Wednesday, January 25, 2017

Why do quality dogs cost so much?

Lots of work ahead, that's for certain.

I'm working on a GoFundMe to raise starting and operating capital to actually make this venture go from a guy with a good idea to a fully fledged organization that will serve the disabled veteran/wounded warrior/military and first responder community.  (Well, we already started, and have donated two pups, but I bore the total costs for that, and folks, it ain't cheap.)

I'll provide a breakdown of everything that goes into breeding *good* dogs for you, just to give you an idea.

First, you need a bitch.  Not just any girl in heat will do, either.  What you need is a dog with a great lineage, so you know what kind of genes you're dealing with.

Then you need to make sure she's healthy.  That means more than a trip to the vet to ensure she's able to bear pups without killing her.
You need to ensure she has good hips and elbows, so that you aren't passing on dysplasia.
Then you need her annual eye exam, to ensure there's no signs of eye problems because you don't want to pass that along.

You're going to require these things of the sire, too.  (If you're using your own or from someone else's dog.)
So now you're in for about $1000.

But wait!  There's more!
You've set up the deal for fresh chilled semen to be shipped to you because the breeder is 1500 miles away, and an amorous rendezvous isn't in the cards for your dog.  Even if your stud is right next door, and you're trying natural, you're not saving much beyond shipping costs and insemination costs.

About selecting a breeder--you're looking for an AKC registered/certified Breeder of merit.  These are breeders who ENSURE they are not damaging the breed, not passing along bad DNA, and raise healthy dogs.  I'm not one--yet.  It takes a minimum of five years of breeding right before you can become one.

And naturally, you need his and her DNA test done, because you're going to make sure there's nothing hiding in the woodpile that'll get passed on (or that the likelihood is very small.)  Here's what labs should be tested for:
So now you're looking at being in for about $1500.  And your dog isn't even pregnant!

You got your tests all did.  You had your results checked, registered, and verified.  You've balanced the DNA profile of your sire and dam.  Now you just have to get her knocked up!

Hang on to your hats, folks, Chilled fresh semen costs about $1500.  (NOT including shipping--another $120)
Then it's get the dog in the right place, at the right time, for insemination.  So you can't just guess, you have to KNOW when she's ready.  This is done with progesterone tests, a blood draw that checks her hormone levels to make sure she's in the zone and actually ovulating.  These are $50 a pop, and you need (usually) three to get a baseline and best time narrowed down.  Add $200 for these.

We've arrived at the vet.  All tests are done, our Mom to be is ready to go, the FedEx guy just showed up, and the vet is ready.  Total costs to get us here:  $1800

But wait, there's more!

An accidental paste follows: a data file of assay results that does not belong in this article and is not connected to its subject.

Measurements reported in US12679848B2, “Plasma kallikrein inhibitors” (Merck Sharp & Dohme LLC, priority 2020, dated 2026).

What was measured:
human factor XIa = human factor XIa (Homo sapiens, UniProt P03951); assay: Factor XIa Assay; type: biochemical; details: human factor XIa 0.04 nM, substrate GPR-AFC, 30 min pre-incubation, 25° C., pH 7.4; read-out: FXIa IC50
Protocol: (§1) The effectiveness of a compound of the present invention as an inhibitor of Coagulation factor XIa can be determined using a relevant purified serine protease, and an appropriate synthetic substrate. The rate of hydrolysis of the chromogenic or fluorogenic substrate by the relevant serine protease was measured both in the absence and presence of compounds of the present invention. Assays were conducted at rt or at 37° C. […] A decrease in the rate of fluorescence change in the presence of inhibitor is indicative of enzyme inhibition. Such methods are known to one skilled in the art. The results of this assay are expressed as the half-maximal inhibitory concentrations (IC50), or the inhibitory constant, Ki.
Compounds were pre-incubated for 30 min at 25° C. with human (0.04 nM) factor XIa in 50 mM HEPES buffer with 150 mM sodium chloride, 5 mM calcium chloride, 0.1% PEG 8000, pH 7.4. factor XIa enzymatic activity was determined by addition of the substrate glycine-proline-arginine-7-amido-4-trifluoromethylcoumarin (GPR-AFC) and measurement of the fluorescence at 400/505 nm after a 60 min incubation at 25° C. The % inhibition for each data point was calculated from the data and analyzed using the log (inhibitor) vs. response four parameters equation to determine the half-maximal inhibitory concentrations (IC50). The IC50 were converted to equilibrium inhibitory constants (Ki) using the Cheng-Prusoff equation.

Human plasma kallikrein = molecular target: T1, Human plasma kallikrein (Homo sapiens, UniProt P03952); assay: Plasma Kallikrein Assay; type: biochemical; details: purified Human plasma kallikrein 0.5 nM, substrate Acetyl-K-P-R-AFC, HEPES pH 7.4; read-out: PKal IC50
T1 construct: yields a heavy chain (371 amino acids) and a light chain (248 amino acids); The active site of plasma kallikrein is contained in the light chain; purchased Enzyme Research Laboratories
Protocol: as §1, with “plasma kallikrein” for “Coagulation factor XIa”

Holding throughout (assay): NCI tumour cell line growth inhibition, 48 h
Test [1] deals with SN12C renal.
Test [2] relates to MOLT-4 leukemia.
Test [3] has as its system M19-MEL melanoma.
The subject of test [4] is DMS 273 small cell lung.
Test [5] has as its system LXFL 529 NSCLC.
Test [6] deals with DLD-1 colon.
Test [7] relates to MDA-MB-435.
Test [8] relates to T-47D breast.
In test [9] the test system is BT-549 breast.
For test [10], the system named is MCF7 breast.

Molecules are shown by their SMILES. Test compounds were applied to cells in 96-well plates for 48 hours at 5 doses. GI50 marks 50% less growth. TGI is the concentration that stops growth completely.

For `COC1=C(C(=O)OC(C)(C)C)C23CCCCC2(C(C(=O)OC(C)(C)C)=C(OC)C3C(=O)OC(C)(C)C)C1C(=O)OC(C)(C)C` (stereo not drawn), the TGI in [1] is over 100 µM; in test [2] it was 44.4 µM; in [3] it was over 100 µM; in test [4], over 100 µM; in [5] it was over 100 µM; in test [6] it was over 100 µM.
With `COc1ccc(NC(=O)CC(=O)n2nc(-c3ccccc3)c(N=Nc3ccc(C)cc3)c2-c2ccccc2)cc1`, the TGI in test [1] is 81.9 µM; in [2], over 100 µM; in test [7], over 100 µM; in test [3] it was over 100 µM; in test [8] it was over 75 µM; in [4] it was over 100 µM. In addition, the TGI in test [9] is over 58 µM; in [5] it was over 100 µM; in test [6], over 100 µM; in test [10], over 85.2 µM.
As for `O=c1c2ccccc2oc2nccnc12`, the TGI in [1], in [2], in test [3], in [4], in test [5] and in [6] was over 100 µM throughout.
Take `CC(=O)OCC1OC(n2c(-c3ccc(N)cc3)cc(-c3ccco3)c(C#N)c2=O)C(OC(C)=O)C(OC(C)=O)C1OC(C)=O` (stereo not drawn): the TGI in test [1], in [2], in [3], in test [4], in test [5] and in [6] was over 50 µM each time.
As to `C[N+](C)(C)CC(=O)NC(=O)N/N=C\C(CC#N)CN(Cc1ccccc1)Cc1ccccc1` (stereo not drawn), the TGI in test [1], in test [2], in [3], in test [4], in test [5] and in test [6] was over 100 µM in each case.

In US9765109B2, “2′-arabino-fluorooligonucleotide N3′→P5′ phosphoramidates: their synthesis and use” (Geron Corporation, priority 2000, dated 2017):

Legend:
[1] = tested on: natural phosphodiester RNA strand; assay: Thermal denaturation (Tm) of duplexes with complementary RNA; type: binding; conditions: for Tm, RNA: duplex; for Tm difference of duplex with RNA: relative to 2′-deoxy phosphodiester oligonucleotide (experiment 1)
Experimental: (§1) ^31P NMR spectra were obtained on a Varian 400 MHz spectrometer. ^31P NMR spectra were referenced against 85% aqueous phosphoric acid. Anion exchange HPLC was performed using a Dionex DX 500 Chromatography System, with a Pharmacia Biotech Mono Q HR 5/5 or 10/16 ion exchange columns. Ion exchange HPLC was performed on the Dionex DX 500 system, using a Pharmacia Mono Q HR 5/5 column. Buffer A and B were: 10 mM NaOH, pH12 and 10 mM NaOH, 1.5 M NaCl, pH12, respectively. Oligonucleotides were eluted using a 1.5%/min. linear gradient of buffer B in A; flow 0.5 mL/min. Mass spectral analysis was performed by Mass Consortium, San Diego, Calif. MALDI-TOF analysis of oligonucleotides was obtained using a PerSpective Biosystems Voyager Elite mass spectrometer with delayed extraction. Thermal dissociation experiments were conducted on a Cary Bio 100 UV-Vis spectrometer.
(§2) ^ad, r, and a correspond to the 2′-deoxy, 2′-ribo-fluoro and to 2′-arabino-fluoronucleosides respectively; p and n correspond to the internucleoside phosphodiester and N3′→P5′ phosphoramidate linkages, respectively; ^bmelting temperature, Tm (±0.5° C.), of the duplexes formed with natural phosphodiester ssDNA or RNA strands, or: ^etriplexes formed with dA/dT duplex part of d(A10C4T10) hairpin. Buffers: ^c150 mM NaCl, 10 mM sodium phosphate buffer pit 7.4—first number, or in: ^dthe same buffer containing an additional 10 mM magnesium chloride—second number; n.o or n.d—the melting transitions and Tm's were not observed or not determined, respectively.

Now you have a choice to make:  regular "squirt it in and hope for the best" insemination, or TransCervical Insemination. (TCI) Since we're not much into spray and pray, we go for TCI.  it's only $150...

Now we wait.  It's going to take a month to see if your girl has buns in the oven, and that means an ultrasound, to the tune of $75  

To this point, you've spent over $2000.  And, if you're as lucky as I am, the first time you tried it, you came up snake eyes.  No dice, try again player 1.  Halia didn't have any puppies.

There's some good news though.  Breeders will usually allow you to rebreed at the next cycle if you have less than 2 viable pups in a litter.  So you aren't going to have to pay for the sample again, or the DNA profile again.  You will have to pay for an annual eye exam, and normal vet care, and another round of  progesterone tests, TCI, ultrasounds, and (if she does get pregnant, x-rays to ensure there is good orientation, size, and get a headcount.  That usually works out to about $700.

So... I figure just to get the litter we had in August, it cost about $3000.  This litter produced three viable pups, and of those pups, two are now in service dog programs.  

I now need to wait a year for Halia to be ready, and I need to get Nani and Pete's DNA tested to ensure they are healthy and simpatico to make puppies, and they'll be ready in 2018.


Sunday, January 1, 2017

501c3 status confirmed!

The good:
IRS confirmed we are a charity!
Set up PayPal to accept donations!
Filled out request through T-mobile for equipment and bandwidth grant to bring more and better content and raise awareness!

The bad:
Need to set up a checking account with an actual bank to receive funds.  Going to Wells Fargo tomorrow.
Tried to e-file taxes for 2016.  IRS is offline through the 8th.  (It's literally a postcard though, so I don't forecast any issues.)
Need to wrangle with the state to alleviate us from the franchise tax (since we're a nonprofit.)

Ugh... paperwork. I just want to raise dogs for wounded warriors!

Thanks to Mark and Ricky for guiding me through the paperwork, and to Patti for so much advice. (And for recording our first donation!)

The very, very good (I know, burying the lede)
On the 3rd I'm making a 1800-mile round trip to deliver Pete to Dogs Helping Heroes in Jeffersonville, Indiana.  That's 66% of the litter going to be serving our wounded warriors and disabled veterans, with NO COST to them or the training programs for the dogs.  (I'm keeping 1 pup to continue to breed.)